Support » Plugins » Hacks » Retrieving table data for inclusion in a form

  • Hi,

    I am so sorry to ask for a lot of help, but I am just starting out with coding and would love any aid you could offer.

    I am working on my first plugin, one for keeping track of sports statistics for my school newspaper. I am up to the point of working on the parts which I had put off because I wasn’t sure how to do them, which is why I have so many questions. Right now, I am trying to work on the actual part where the user inputs statistics.

    The idea would be that the user (editor) would input the name of a team and what year it is playing in, which would be enough information to find a table including all of the players and statistic types of the team. Then, potentially, a table would load to allow the user to input what amount of each statistic each player had in the game, hit a “submit” button, and send the data off to the table (which I have built already) for retrieval later.

    The trouble is, I do not have enough expertise to know how to accomplish these steps. I’ll explain my problems step-by-step:

    1. User enters team name and year
    2. How should the data be sent off? Should I use an html form for getting the name and year? Something else? Once that data is sent, how can I have the page interact with the database? I’m afraid that I don’t know AJAX or javascript well enough to know what method to use.

    3. Team table is found, extracting players and statistics
    4. I assume that this would be done with php and SQL/$wpdb, but how would the data be returned to the page and written?

    5. Statistic and player list is used to allow user to input data
    6. Is it possible to create a table for the statistics and players in an html form? Should I use a dropdown menu and “add players” below somehow?

    7. Data from statistics is sent to the SQL table
    8. I think I know how to do this part. I would think that an html form sending data to a php file to add to the table would work, unless I am missing something.

    Seeing as I am just starting up, I would love to hear any alternative ways of accomplishing any of this. To be clear, I have already written the code for creating team tables, adding both the player and statistic information to those tables in accessible ways using html forms, but if I absolutely need to, I could rewrite all of that code in a better way. Thank you so much for any help you can offer!

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  • Moderator bcworkz


    Always remember there are limited ways the user’s browser and your server can interact. The server sends out html and related text only on a request from the browser. For our purposes, the only valid requests are GET and POST. We’ll ignore others, these two will serve all our purposes. Forms can use either method. Field values are sent as URL parameters for GET, so this only works for simple forms. POST fields are sent as a structured data packet, so can be used for any size form.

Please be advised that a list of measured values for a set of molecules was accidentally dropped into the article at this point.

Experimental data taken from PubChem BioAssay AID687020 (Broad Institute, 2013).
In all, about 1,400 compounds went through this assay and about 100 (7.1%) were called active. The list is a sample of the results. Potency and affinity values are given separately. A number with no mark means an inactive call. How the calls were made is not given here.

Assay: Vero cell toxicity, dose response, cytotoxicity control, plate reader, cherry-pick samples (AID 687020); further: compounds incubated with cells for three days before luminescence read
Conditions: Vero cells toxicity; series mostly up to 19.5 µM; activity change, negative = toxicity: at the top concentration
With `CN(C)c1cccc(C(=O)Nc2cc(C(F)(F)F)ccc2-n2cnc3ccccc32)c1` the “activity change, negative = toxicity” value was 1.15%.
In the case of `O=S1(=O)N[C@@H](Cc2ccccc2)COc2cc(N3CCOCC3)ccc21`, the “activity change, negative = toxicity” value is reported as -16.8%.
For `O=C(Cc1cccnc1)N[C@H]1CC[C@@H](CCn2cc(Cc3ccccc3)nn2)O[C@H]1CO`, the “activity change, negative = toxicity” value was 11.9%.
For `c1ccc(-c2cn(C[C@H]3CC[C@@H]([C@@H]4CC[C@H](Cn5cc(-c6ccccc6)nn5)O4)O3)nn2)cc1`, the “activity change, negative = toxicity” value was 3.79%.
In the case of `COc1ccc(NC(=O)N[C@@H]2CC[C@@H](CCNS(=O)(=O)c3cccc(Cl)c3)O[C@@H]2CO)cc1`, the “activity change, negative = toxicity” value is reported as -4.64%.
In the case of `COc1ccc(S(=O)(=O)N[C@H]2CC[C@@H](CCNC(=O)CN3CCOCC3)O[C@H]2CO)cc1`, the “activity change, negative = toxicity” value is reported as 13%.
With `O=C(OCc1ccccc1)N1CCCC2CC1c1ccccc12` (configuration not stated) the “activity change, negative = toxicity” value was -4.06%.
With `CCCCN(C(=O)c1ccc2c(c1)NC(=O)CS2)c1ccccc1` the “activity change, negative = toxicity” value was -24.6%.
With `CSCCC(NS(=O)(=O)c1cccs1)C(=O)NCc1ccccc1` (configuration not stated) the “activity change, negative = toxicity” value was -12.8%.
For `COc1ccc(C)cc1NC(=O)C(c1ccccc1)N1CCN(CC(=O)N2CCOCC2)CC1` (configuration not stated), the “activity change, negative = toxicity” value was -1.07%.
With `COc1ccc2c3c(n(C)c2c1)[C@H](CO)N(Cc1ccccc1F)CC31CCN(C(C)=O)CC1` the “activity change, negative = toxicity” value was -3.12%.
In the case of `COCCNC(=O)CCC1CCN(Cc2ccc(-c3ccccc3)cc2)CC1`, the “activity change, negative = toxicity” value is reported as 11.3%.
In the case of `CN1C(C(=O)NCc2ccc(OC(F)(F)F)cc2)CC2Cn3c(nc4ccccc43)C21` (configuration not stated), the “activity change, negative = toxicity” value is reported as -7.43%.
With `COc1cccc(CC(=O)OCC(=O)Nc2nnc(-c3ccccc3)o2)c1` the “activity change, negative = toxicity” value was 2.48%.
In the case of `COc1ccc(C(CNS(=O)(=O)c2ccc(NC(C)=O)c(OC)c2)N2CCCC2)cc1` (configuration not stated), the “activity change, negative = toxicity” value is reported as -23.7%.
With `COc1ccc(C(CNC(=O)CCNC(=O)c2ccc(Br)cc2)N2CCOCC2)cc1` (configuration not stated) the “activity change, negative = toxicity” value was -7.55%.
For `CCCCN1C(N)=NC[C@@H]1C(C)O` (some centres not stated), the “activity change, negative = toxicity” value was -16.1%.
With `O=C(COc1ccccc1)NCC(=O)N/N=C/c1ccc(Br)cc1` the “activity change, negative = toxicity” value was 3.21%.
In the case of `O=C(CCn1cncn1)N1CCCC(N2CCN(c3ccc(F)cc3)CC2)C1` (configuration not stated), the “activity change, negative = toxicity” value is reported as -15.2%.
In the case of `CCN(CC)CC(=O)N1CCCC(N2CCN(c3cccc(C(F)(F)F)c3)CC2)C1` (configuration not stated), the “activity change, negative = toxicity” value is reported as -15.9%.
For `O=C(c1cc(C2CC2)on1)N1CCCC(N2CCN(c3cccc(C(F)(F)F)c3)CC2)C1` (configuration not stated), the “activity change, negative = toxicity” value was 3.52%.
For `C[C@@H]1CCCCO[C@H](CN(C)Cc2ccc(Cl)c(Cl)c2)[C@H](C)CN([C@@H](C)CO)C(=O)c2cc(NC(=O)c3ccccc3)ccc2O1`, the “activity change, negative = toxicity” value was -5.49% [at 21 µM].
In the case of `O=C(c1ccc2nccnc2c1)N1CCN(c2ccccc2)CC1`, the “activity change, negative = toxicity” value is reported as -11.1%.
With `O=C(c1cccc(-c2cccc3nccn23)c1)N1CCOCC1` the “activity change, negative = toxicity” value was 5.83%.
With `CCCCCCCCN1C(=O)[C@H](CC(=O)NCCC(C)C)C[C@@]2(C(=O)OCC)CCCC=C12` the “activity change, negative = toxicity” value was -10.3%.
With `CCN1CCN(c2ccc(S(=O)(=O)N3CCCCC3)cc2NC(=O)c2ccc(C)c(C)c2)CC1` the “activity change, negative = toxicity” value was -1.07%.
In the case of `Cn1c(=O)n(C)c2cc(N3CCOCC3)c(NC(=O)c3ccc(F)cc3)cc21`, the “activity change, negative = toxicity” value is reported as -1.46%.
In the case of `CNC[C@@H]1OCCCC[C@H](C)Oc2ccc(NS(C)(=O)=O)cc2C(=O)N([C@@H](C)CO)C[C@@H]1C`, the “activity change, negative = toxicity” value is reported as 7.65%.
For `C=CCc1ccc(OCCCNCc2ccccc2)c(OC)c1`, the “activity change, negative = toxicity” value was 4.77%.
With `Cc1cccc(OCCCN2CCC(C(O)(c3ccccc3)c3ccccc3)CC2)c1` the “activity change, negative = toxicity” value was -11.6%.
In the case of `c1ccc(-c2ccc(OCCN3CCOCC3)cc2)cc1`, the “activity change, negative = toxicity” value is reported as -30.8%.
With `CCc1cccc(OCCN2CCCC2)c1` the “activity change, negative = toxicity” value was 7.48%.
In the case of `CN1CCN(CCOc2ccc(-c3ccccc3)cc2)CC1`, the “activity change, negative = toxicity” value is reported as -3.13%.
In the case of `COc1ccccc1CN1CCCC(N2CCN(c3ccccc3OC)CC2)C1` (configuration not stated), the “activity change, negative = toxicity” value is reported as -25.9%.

All the following functions can be handled by a single php page by doing different things based on request type and the presence or lack of parameters. Or you can use multiple pages if that makes more sense to you. You don’t need AJAX to do any of this, you could add this functionality later to enhance the interactivity of the forms.

    1. Yes, when browser requests initial page, a GET with no parameters, send a html form where the target is your php page and the method is GET. When the form is submitted, the url will look something like

    2. The fact the above request is a GET with name and year parameters, your page will know to retrieve the associated data (using $wpdb methods) and format it and send it to the browser, along with any required input forms. The data is sent by either: A) Closing the php code block with ?>, the remaining text will be sent as html to the browser until another php code block is started with <?php. Or B) By using echo or one of the print variants to send html to the browser from within a php code block. For our purposes to avoid AJAX, this will be sent as a new page, complete including doctype declaration and <html> tags.

    3. You can use any kind of html you want. Input will be by forms. You can use hidden fields so your php page knows which form is submitted in what context. The form action will be by POST, the target being the same php page, or a different one, as you prefer. It’s best that your page not try to remember what data was previously sent. All needed info should be included in the current POST.

    4. If your php page gets a POST request, it knows it must update the tables using the posted data. Be sure you sanitize any input from any user to avoid SQL injection attacks. Only allow characters needed to convey the data, and limit the maximum length of text as well. In particular, disallow any special characters such as pluses and slashes unless they are really needed. For example, if you receive data in a field for average goals per game, only allow numbers and dots and commas, no letters or anything else. Limit the field size to say 6 or 7 numeric characters.

    You’re on the right path, just need to flesh out all the details. The main thing is to keep in mind the limited ways browsers and servers can interact.

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